Lingual Pressures Associated with Alveolar Consonants Measures of lingual pressures which occurred during syllable utterances by 10 young adults were recorded superior and lingual to the left and right maxillary first molars and central incisors by strain gauge pressure transducers. These recordings were obtained during fast and slow utterance rates of selected consonant-vowel and vowel-consonant syllables. ... Research Article
Research Article  |   September 01, 1967
Lingual Pressures Associated with Alveolar Consonants
 
Author Affiliations & Notes
  • Robert E. McGlone
    State University of New York at Buffalo, Buffalo, New York
  • William R. Proffit
    University of Kentucky College of Dentistry, Lexington, Kentucky
  • Richard L. Christiansen
    National Institute of Dental Research, Bethesda, Maryland
Article Information
Speech, Voice & Prosody / Research Articles
Research Article   |   September 01, 1967
Lingual Pressures Associated with Alveolar Consonants
Journal of Speech, Language, and Hearing Research, September 1967, Vol. 10, 606-615. doi:10.1044/jshr.1003.606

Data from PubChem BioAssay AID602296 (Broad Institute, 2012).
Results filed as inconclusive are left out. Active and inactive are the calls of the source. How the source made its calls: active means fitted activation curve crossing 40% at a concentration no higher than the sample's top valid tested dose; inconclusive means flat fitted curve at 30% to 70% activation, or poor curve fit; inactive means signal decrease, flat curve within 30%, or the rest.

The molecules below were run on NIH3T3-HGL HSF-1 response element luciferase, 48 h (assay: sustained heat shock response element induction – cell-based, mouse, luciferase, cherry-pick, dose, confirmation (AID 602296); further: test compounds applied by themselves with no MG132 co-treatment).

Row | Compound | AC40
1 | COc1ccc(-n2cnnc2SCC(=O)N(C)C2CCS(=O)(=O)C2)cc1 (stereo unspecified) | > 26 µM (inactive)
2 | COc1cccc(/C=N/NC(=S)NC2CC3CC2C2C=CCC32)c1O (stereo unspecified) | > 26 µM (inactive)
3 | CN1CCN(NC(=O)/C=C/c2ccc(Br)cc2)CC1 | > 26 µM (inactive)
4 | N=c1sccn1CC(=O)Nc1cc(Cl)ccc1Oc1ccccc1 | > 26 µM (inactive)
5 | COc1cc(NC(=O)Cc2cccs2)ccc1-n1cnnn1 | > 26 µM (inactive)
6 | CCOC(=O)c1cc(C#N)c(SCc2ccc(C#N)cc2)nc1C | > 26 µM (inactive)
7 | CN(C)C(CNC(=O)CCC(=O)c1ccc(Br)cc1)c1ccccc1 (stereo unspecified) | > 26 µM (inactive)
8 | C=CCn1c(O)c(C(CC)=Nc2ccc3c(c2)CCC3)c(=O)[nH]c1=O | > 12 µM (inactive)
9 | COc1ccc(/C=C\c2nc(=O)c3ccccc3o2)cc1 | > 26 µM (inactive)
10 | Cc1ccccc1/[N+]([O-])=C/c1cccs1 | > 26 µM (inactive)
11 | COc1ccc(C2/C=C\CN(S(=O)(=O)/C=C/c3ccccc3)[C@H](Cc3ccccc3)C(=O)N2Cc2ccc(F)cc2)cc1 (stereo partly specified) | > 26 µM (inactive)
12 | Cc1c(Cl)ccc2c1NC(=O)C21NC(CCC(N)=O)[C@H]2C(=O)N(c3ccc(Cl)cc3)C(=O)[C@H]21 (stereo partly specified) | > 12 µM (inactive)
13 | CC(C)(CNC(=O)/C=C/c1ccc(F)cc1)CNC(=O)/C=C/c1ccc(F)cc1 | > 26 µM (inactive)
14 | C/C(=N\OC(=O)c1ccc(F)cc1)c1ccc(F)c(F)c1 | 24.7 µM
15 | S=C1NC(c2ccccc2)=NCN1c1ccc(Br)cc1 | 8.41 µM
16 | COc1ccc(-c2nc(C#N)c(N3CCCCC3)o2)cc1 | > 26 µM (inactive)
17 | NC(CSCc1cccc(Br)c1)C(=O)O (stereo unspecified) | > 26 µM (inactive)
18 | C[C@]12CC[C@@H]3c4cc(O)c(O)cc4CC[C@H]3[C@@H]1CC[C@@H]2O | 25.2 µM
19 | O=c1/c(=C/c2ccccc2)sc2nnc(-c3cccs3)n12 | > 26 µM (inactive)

History: Received January 1, 1967
 
Journal of Speech, Language, and Hearing Research, September 1967, Vol. 10, 606-615. doi:10.1044/jshr.1003.606
History: Received January 1, 1967

Measures of lingual pressures which occurred during syllable utterances by 10 young adults were recorded superior and lingual to the left and right maxillary first molars and central incisors by strain gauge pressure transducers. These recordings were obtained during fast and slow utterance rates of selected consonant-vowel and vowel-consonant syllables. Measurement of these recordings showed: (1) mean peak lingual pressure varied depending upon the consonant and its position in the syllable; (2) peak pressures obtained from the molar region were less variable and generally greater than found in the central incisor region; (3) integrated time pressure values for entire syllables showed no appreciable difference at different transducer positions; and (4) greater integrated time pressure measures as well as greater variability was found for syllables repeated rapidly compared to slower utterances.

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